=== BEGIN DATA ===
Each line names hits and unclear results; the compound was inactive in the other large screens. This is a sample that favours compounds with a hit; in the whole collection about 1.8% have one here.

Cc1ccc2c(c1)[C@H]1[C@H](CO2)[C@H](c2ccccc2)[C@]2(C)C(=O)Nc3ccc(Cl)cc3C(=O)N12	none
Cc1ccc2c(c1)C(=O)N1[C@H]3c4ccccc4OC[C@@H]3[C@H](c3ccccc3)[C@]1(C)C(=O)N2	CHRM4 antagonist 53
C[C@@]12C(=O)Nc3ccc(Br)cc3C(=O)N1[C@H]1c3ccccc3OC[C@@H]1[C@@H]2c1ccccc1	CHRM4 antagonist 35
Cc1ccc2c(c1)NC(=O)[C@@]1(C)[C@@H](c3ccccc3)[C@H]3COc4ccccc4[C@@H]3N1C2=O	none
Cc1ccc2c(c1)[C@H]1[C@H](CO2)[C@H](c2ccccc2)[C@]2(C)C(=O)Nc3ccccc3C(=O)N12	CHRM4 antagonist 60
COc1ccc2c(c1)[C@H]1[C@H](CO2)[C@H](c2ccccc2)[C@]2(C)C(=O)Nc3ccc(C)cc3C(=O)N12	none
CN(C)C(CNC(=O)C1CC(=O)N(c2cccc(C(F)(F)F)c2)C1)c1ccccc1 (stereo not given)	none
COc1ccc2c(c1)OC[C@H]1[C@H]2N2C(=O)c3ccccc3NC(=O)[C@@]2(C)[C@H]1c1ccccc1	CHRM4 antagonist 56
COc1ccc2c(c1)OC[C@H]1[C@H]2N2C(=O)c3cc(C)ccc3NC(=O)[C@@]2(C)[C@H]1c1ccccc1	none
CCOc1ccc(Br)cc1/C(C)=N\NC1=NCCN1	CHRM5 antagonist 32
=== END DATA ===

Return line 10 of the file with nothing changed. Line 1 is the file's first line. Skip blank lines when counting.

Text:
COc1ccc2c(c1)OC[C@H]1[C@H]2N2C(=O)c3cc(C)ccc3NC(=O)[C@@]2(C)[C@H]1c1ccccc1	none